The Saints have strongly hinted the 2020 NFL season will be their last with Drew Brees. Beyond Sean Payton’s Freudian slip last month about the potential finality with Brees this year, their actions have spoken louder than their coach’s words.
Over a month after Teddy Bridgewater left for the NFC South rival Panthers in free agency, the Saints stayed in the division for his replacement, making a one-year deal official with Jameis Winston on Tuesday night.
That came two days after the team gave returning quarterback Taysom Hill a lucrative two-year contract extension — a reported $21 million with $16 million guaranteed — through 2021. Two days before that, the Saints traded back into the seventh round to take Mississippi State’s Tommy Stevens, an athletic run-heavy quarterback in college who compares favorably to Hill.
Winston, 26, wasn’t considered for a starting job anywhere after leading the league in interceptions (30) with the Buccaneers in 2019, despite his pedigree as the No. 1 overall pick in 2015. In an interview with fellow former Florida State Heisman Trophy winner Charlie Ward on Instagram Live, Winston compared joining Brees, Hill, Payton and the rest of the Saints offensive coaching staff to getting a “Harvard education in quarterback school.”
Winston also accepted it was the best opportunity to reboot his career as a backup. “It was no better position than to be in the same room with someone that I’ve really looked up to, someone that I admired since I’ve been playing this game in Drew Brees,” he told Ward.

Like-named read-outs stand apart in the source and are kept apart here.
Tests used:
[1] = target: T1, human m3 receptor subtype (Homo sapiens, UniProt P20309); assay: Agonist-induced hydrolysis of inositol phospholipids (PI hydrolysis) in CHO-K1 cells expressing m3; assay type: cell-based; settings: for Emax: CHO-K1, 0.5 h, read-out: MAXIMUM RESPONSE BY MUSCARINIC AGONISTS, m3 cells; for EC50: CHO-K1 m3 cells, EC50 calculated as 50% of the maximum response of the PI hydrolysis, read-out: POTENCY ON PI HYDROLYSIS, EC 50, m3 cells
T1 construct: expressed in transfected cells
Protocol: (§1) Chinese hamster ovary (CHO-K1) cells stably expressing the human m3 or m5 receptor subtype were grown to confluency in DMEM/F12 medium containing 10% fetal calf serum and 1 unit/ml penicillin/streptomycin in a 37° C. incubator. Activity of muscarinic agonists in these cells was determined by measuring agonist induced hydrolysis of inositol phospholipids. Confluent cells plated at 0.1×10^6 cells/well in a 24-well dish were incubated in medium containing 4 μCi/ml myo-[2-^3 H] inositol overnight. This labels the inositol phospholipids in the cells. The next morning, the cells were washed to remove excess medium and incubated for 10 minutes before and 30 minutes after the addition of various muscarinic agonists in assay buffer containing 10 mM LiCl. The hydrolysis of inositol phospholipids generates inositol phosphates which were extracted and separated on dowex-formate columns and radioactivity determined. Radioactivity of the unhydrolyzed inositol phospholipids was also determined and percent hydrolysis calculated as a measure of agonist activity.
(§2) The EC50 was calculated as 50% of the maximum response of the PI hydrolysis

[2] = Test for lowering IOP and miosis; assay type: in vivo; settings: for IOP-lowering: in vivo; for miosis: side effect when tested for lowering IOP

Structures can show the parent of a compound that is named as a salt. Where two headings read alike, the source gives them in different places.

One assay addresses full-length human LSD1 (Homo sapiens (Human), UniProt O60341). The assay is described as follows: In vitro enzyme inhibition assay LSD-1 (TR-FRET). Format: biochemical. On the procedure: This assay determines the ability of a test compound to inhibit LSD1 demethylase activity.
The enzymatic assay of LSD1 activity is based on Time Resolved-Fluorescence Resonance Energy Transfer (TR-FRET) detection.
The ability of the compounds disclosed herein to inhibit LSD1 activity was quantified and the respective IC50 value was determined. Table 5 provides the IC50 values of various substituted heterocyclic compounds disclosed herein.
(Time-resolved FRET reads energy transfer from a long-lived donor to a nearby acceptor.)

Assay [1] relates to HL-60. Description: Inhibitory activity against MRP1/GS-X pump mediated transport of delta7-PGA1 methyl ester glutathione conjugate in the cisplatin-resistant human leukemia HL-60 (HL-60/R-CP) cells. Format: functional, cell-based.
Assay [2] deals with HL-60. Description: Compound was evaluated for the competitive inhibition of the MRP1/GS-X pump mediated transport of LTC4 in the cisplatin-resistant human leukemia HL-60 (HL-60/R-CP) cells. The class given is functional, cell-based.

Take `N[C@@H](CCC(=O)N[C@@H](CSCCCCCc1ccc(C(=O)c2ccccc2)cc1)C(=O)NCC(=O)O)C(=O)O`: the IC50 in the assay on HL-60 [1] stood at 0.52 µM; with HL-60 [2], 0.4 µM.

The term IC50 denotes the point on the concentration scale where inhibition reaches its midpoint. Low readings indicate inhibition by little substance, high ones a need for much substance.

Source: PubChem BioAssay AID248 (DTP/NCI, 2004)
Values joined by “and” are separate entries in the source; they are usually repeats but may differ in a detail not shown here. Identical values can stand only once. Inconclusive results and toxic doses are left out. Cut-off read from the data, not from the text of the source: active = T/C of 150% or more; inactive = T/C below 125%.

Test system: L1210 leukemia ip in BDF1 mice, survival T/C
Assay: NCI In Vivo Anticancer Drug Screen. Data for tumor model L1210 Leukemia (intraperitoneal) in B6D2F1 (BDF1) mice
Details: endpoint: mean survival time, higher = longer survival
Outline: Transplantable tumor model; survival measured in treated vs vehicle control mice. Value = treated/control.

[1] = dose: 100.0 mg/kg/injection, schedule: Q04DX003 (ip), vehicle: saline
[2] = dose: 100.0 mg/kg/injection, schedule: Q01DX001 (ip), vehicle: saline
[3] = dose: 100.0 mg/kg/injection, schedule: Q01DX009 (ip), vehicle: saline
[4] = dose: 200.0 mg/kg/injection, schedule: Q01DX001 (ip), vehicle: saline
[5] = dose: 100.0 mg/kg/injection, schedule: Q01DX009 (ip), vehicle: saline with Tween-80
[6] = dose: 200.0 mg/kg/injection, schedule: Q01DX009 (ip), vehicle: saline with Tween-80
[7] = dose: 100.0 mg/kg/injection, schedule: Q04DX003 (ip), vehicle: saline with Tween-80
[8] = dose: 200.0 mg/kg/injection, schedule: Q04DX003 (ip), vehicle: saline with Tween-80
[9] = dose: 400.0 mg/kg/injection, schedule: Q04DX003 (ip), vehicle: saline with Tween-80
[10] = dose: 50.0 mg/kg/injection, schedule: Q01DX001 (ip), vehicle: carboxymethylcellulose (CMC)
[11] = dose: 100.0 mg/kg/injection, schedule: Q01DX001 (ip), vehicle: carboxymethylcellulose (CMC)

Winston and Hill are very different types of quarterback. Winston also threw for 5,109 passing yards and 33 touchdowns last season, both career highs. In the past two seasons with the Saints behind Brees, Hill has completed only 6 of 13 passing attempts for 119 yards and no touchdowns, while rushing and receiving for a combined 590 yards and nine scores.
Per ESPN’s Field Yates, Winston is earning a base salary of only $1.1 million with a maximum of $3.4 million with incentives. If one follows the money, that would suggest Hill, once a pet project of Payton, has a much better chance to straight-up replace Brees than Winston does.
Here’s weighing those two options against each other, and also exploring the third one with a quarterback not on the roster:
The case for Jameis Winston
The biggest thing for Winston as “he goes back to school” is to absorb Brees’ efficiency expertise. Brees finished last season with a passing touchdown percentage of 7.1, his highest in nine years. At the same time, his interception percentage was 1.1, as excellent as ever. Consider that Winston did have a career-best touchdown percentage of 5.3 last season, though it did come with a career-worst interception percentage of 4.8.
Winston had a roller coaster first season in Bruce Arians’ aggressive “no risk-it, no biscuit” passing offense. He was unafraid to rip the ball downfield with elite wide receivers Mike Evans and Chris Godwin. But those many big plays were dragged down by bigger mistakes when Winston couldn’t rein it in. Conversely, the Saints are a more effective rushing offense. They are more calculated in throwing the ball downfield, knowing they can carve up teams with Brees working the short-to-intermediate passing game with Alvin Kamara and Michael Thomas.
Among Dirk Koetter and Todd Monken, Arians and Byron Leftwich, there was a sense to try to take advantage of Winston’s big arm. With Payton and Pete Carmichael Jr., he has the braintrust to build on his strengths and reduce his weaknesses.